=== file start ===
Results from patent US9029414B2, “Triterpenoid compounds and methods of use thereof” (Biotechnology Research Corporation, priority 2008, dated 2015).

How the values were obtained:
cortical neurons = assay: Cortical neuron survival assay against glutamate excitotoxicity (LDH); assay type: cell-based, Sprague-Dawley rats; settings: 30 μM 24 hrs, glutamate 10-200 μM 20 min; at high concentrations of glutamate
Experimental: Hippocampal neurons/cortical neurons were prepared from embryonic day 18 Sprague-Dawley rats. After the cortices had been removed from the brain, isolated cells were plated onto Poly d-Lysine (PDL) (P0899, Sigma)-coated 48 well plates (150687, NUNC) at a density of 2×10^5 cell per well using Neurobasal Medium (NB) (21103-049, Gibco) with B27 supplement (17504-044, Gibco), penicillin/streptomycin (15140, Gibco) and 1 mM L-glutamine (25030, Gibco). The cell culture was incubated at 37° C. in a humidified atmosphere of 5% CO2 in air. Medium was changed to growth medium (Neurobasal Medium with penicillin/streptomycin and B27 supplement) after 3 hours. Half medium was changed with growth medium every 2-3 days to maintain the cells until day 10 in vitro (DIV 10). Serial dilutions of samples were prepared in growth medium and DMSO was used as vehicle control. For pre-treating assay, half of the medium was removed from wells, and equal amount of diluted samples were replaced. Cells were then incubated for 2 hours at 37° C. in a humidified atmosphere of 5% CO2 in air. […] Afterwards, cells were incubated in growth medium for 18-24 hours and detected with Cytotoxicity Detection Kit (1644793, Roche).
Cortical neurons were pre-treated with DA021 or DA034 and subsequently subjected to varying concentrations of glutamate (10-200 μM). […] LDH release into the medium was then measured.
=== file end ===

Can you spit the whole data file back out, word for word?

Results from patent US9029414B2, “Triterpenoid compounds and methods of use thereof” (Biotechnology Research Corporation, priority 2008, dated 2015).

How the values were obtained:
cortical neurons = assay: Cortical neuron survival assay against glutamate excitotoxicity (LDH); assay type: cell-based, Sprague-Dawley rats; settings: 30 μM 24 hrs, glutamate 10-200 μM 20 min; at high concentrations of glutamate
Experimental: Hippocampal neurons/cortical neurons were prepared from embryonic day 18 Sprague-Dawley rats. After the cortices had been removed from the brain, isolated cells were plated onto Poly d-Lysine (PDL) (P0899, Sigma)-coated 48 well plates (150687, NUNC) at a density of 2×10^5 cell per well using Neurobasal Medium (NB) (21103-049, Gibco) with B27 supplement (17504-044, Gibco), penicillin/streptomycin (15140, Gibco) and 1 mM L-glutamine (25030, Gibco). The cell culture was incubated at 37° C. in a humidified atmosphere of 5% CO2 in air. Medium was changed to growth medium (Neurobasal Medium with penicillin/streptomycin and B27 supplement) after 3 hours. Half medium was changed with growth medium every 2-3 days to maintain the cells until day 10 in vitro (DIV 10). Serial dilutions of samples were prepared in growth medium and DMSO was used as vehicle control. For pre-treating assay, half of the medium was removed from wells, and equal amount of diluted samples were replaced. Cells were then incubated for 2 hours at 37° C. in a humidified atmosphere of 5% CO2 in air. […] Afterwards, cells were incubated in growth medium for 18-24 hours and detected with Cytotoxicity Detection Kit (1644793, Roche).
Cortical neurons were pre-treated with DA021 or DA034 and subsequently subjected to varying concentrations of glutamate (10-200 μM). […] LDH release into the medium was then measured.